Speaking at the Renewable Futures Conference (Part of Economia Festival) at Natlab, Eindhoven, 28-29 April 2017. Abstract of the talk below:
Rapid advances in biotechnology might bring evolutions of more than one kind: Not only that of artificially-evolved lifeforms, but of our perceived functions of them within society. In addition to their identity as workhorses – for the development of modern healthcare, sustainable food, energy and the environment – microbes and DNA could play compelling roles in stretching their application bases further in the context of becoming physical components of economic infrastructure.
Despite continuing interest in the scientific community of using bacteria as microbial archetypes of trade, their implementations beyond conceptual models have not yet materialised as tangible agents in the financial industry: Encryption of their genes, along with the hosting cellular chassis, could become living currencies that are transferred, grown and exchanged through various forms of human-microbial interactions, as well as becoming a bio-sensor to forecast and warn of potential financial crisis.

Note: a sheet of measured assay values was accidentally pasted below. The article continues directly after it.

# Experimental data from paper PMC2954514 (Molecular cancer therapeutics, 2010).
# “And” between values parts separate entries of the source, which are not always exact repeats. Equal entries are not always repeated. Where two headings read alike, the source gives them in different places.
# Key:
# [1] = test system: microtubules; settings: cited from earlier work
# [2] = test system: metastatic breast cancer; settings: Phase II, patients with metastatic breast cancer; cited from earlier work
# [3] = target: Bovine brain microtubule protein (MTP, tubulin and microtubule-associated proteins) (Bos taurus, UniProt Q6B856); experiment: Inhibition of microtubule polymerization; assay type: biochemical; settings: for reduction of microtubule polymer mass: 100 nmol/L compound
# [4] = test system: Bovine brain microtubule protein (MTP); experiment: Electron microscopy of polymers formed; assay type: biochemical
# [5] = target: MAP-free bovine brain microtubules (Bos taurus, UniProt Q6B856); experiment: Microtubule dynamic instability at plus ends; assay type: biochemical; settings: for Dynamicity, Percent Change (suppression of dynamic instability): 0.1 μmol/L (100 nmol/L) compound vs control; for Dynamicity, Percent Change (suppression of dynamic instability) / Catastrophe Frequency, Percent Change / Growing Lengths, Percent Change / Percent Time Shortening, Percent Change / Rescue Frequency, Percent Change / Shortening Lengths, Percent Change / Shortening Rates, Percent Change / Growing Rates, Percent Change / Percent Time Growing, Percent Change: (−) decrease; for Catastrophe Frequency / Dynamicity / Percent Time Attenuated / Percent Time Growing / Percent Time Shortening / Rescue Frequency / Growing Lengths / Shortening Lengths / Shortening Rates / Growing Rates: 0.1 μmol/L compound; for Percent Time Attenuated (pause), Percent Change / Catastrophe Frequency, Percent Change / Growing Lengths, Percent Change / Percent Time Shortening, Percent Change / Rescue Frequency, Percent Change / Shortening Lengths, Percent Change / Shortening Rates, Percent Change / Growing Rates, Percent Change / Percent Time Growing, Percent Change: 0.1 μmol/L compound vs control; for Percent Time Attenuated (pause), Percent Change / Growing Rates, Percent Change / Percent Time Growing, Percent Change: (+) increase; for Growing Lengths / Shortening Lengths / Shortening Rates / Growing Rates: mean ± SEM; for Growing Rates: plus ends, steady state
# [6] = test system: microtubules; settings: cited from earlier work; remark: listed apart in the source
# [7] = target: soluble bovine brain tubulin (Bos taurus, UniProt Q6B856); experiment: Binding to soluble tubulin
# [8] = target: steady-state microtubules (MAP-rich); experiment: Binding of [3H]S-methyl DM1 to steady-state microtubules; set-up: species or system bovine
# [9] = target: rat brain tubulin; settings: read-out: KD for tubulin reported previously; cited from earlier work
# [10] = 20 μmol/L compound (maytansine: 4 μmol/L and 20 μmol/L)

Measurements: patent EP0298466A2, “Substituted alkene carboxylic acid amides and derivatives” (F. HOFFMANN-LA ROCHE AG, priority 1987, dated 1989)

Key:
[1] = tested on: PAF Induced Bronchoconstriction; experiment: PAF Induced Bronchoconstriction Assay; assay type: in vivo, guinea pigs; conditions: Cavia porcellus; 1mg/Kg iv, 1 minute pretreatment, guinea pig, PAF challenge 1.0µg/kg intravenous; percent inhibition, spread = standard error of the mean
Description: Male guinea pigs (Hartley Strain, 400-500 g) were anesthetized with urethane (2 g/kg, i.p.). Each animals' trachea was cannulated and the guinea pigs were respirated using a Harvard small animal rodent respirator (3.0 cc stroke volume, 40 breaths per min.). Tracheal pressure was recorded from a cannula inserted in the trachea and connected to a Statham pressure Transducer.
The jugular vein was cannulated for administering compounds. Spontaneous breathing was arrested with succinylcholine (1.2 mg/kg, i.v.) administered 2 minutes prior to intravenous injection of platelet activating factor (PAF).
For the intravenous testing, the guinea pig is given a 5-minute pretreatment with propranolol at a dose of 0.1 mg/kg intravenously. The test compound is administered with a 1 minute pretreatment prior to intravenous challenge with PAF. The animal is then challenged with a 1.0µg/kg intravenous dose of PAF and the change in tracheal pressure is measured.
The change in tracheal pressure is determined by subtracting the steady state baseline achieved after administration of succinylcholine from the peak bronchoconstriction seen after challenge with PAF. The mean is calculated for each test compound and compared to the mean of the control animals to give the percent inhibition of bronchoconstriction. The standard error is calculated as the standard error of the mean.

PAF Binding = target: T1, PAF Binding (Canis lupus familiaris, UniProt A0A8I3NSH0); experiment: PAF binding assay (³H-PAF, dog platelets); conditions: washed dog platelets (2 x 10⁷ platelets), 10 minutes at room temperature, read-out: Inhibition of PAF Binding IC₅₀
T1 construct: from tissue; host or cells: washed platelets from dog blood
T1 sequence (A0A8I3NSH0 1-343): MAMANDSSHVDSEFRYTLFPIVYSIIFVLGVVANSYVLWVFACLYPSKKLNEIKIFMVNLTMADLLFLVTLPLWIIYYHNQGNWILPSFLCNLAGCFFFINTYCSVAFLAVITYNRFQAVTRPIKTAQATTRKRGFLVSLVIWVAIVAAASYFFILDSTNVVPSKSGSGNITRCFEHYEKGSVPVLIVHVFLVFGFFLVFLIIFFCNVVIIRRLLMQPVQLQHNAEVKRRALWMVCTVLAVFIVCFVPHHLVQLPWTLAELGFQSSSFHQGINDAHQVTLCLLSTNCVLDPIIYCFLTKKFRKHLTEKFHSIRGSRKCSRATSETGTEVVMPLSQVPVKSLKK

This presentation will be exploring scenarios of bio-engineered finance through speculations grounded in scientific research and argues the values behind such approach. Whilst it is not intended to serve as a proposal that sets out to provide elegant solutions towards current global economic and financial challenges, it is designed to pose questions on alternative routes and their social and ethical implications.